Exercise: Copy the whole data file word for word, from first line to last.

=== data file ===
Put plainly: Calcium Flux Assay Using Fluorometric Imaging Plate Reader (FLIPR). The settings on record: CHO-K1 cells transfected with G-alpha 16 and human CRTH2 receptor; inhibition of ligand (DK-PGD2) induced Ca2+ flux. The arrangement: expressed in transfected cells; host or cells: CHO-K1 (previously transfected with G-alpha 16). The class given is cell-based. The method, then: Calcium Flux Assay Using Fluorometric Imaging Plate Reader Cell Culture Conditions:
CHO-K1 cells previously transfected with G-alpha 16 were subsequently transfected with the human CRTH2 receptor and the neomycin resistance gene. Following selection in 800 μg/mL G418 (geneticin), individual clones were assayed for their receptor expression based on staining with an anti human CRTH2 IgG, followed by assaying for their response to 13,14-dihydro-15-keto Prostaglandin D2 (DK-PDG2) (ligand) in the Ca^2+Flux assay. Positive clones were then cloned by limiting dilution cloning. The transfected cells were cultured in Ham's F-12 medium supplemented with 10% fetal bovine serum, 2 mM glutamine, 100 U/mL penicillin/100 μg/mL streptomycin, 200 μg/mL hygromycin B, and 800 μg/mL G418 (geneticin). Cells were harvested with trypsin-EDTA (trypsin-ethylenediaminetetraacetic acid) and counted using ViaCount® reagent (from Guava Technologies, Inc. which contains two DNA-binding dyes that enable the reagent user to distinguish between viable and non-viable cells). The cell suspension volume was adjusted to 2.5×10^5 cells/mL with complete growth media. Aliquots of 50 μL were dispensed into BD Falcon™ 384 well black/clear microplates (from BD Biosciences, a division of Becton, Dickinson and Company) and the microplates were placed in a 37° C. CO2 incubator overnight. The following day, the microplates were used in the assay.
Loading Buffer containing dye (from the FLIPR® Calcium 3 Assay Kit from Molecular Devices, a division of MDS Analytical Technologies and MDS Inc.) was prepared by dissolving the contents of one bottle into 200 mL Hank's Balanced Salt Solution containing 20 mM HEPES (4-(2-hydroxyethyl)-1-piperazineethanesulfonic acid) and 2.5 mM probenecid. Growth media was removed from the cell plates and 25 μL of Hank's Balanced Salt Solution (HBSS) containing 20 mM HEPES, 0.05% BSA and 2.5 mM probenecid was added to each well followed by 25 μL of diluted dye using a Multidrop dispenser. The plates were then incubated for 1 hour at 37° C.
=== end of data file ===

Put plainly: Calcium Flux Assay Using Fluorometric Imaging Plate Reader (FLIPR). The settings on record: CHO-K1 cells transfected with G-alpha 16 and human CRTH2 receptor; inhibition of ligand (DK-PGD2) induced Ca2+ flux. The arrangement: expressed in transfected cells; host or cells: CHO-K1 (previously transfected with G-alpha 16). The class given is cell-based. The method, then: Calcium Flux Assay Using Fluorometric Imaging Plate Reader Cell Culture Conditions:
CHO-K1 cells previously transfected with G-alpha 16 were subsequently transfected with the human CRTH2 receptor and the neomycin resistance gene. Following selection in 800 μg/mL G418 (geneticin), individual clones were assayed for their receptor expression based on staining with an anti human CRTH2 IgG, followed by assaying for their response to 13,14-dihydro-15-keto Prostaglandin D2 (DK-PDG2) (ligand) in the Ca^2+Flux assay. Positive clones were then cloned by limiting dilution cloning. The transfected cells were cultured in Ham's F-12 medium supplemented with 10% fetal bovine serum, 2 mM glutamine, 100 U/mL penicillin/100 μg/mL streptomycin, 200 μg/mL hygromycin B, and 800 μg/mL G418 (geneticin). Cells were harvested with trypsin-EDTA (trypsin-ethylenediaminetetraacetic acid) and counted using ViaCount® reagent (from Guava Technologies, Inc. which contains two DNA-binding dyes that enable the reagent user to distinguish between viable and non-viable cells). The cell suspension volume was adjusted to 2.5×10^5 cells/mL with complete growth media. Aliquots of 50 μL were dispensed into BD Falcon™ 384 well black/clear microplates (from BD Biosciences, a division of Becton, Dickinson and Company) and the microplates were placed in a 37° C. CO2 incubator overnight. The following day, the microplates were used in the assay.
Loading Buffer containing dye (from the FLIPR® Calcium 3 Assay Kit from Molecular Devices, a division of MDS Analytical Technologies and MDS Inc.) was prepared by dissolving the contents of one bottle into 200 mL Hank's Balanced Salt Solution containing 20 mM HEPES (4-(2-hydroxyethyl)-1-piperazineethanesulfonic acid) and 2.5 mM probenecid. Growth media was removed from the cell plates and 25 μL of Hank's Balanced Salt Solution (HBSS) containing 20 mM HEPES, 0.05% BSA and 2.5 mM probenecid was added to each well followed by 25 μL of diluted dye using a Multidrop dispenser. The plates were then incubated for 1 hour at 37° C.